New marketing thinking

Changed conditions call for new thinking. What insights, for example, might be taken from books such as Herd, which seek to rethink contemporary marketing? According to the author of Herd,

[Mostly] things don’t start with special individuals – it is the rest of us and our willingness to adopt something that we see around us that really matters in the spread of behaviours and ideas through populations. Cultural Change is co-created. Individuals including project directors and their marketing strategists have their parts to play in that process.

Social media have helped generate new products and new markets. The up-market resort of Punta del Este in Uruguay has strengthened its business through parties of young rich Europeans and Americans organized on Facebook, and flying in on privately commissioned jets.

Many social commentators have been reaching the conclusion that leadership has also changed, and that again it is changing to deal with complex projects involving a range of leadership responsibilities.

What Tigerish responses might be expected in Orchard Road as Soon Su Lin’s new project unfolds?

Davydenko dumps Murray just like Federer predicted

March 7, 2008

When Federer lost to Murray at Dubai this week he said Murray had not developed much in two years. When Murray then lost to Davydenko, Federer’s harsh judgement seemed quickly justified


The remarks made by Roger Federer about Andy Murray were repeated by the media as the two prepared to contest The US Open final six months later.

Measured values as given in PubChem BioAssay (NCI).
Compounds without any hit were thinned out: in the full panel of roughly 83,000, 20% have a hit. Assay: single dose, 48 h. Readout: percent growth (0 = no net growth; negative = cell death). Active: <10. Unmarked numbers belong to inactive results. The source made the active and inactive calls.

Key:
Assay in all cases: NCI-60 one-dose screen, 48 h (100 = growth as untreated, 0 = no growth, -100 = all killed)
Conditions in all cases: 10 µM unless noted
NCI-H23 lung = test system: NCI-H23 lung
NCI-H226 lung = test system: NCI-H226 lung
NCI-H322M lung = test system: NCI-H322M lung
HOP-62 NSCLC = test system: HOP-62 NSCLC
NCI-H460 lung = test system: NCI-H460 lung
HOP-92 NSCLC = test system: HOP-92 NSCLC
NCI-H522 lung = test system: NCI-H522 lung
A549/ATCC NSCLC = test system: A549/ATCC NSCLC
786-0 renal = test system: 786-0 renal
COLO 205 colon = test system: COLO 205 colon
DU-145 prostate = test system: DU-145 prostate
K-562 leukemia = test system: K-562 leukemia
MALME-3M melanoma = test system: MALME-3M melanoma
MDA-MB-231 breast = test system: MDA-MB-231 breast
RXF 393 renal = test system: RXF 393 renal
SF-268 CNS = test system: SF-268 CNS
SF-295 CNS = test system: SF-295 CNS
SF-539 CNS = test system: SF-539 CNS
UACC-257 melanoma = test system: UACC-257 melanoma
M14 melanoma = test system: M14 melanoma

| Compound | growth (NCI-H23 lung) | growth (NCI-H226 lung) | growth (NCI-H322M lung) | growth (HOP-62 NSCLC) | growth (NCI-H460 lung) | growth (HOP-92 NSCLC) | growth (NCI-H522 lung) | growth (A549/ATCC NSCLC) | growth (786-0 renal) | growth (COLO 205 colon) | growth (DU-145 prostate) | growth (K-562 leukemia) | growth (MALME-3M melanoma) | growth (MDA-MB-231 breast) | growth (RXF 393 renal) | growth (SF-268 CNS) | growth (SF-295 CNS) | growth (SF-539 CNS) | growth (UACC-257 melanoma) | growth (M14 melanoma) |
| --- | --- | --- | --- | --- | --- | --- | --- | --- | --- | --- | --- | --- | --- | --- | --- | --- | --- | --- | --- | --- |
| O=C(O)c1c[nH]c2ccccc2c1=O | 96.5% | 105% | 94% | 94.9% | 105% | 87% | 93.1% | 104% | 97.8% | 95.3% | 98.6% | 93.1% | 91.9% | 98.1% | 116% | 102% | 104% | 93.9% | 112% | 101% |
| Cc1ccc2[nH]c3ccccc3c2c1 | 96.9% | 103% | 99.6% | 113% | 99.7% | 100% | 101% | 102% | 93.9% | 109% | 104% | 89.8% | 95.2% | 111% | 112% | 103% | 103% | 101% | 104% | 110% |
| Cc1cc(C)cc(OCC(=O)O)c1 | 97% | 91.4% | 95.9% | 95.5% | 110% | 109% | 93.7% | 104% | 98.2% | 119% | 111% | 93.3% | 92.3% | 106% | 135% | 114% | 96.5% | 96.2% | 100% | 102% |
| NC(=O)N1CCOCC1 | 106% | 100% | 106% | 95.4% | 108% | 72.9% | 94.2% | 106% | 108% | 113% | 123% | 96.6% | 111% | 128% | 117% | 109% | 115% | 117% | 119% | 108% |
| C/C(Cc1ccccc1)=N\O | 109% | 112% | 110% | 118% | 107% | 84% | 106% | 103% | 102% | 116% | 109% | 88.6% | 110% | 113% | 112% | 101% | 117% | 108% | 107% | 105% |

Original Post

Fededer’s post match comments on losing to Andy Murray at Dubai caused a bit of a stir. He made his views clear. Murray had not developed a great deal despite his climb up the rankings in the last two years. Was the great man in denial after a rare loss?

Since his win over Federer, Murray’s performances seem to back up the Fed’s remarks. In the second round there was a scratchy performance against Fernando Verdasco which he could easily have lost. In the third round there was another lack-lustre effort against Davydenko in which the young Scot was comprehensively bullied off the court.

In both these efforts the most obvious characteristic of Murray’s play was a style that in essentials has characterised his play since his days as a promising junior. The style has often been described as that of a counter-puncher. He has always been a counter-puncher. It has survived changes in coach. But even after a time with Brad Gilbert he has remained a counter-puncher, albeit a much improved one.

It’s largely a matter of comfort zone. Under stress we all retreat to the most habitual responses to the pressure of the situation. Champions lose less, which is what we mean when we talk of their mental toughness. But under pressure we all now pretty much how an Andy Roddick will fight his way out of trouble. It will be different to how an Andre Agassi used to do it, or a Johnnie Mac. Murray’s way has been to stick even further to defense, reducing advances to the net even further.